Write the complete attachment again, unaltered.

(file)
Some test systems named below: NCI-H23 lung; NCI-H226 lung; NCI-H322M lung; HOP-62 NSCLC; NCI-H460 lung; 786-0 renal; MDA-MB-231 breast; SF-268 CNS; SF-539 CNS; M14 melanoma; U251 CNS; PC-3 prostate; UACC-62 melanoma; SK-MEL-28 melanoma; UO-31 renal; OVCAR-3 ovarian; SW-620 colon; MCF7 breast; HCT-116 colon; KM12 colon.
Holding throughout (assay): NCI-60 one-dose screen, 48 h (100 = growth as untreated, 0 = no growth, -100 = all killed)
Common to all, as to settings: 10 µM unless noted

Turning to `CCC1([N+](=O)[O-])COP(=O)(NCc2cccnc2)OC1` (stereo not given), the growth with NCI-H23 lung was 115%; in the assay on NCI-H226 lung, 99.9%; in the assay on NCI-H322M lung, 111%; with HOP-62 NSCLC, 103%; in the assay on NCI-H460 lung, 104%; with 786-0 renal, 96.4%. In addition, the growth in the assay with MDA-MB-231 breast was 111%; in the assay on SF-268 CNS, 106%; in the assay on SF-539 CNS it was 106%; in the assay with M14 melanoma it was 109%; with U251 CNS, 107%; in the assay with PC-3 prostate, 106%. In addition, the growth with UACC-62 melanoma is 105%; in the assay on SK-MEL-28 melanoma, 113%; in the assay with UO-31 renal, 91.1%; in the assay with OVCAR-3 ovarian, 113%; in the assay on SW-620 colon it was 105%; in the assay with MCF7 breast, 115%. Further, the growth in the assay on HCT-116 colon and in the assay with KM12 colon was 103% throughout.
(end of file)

Some test systems named below: NCI-H23 lung; NCI-H226 lung; NCI-H322M lung; HOP-62 NSCLC; NCI-H460 lung; 786-0 renal; MDA-MB-231 breast; SF-268 CNS; SF-539 CNS; M14 melanoma; U251 CNS; PC-3 prostate; UACC-62 melanoma; SK-MEL-28 melanoma; UO-31 renal; OVCAR-3 ovarian; SW-620 colon; MCF7 breast; HCT-116 colon; KM12 colon.
Holding throughout (assay): NCI-60 one-dose screen, 48 h (100 = growth as untreated, 0 = no growth, -100 = all killed)
Common to all, as to settings: 10 µM unless noted

Turning to `CCC1([N+](=O)[O-])COP(=O)(NCc2cccnc2)OC1` (stereo not given), the growth with NCI-H23 lung was 115%; in the assay on NCI-H226 lung, 99.9%; in the assay on NCI-H322M lung, 111%; with HOP-62 NSCLC, 103%; in the assay on NCI-H460 lung, 104%; with 786-0 renal, 96.4%. In addition, the growth in the assay with MDA-MB-231 breast was 111%; in the assay on SF-268 CNS, 106%; in the assay on SF-539 CNS it was 106%; in the assay with M14 melanoma it was 109%; with U251 CNS, 107%; in the assay with PC-3 prostate, 106%. In addition, the growth with UACC-62 melanoma is 105%; in the assay on SK-MEL-28 melanoma, 113%; in the assay with UO-31 renal, 91.1%; in the assay with OVCAR-3 ovarian, 113%; in the assay on SW-620 colon it was 105%; in the assay with MCF7 breast, 115%. Further, the growth in the assay on HCT-116 colon and in the assay with KM12 colon was 103% throughout.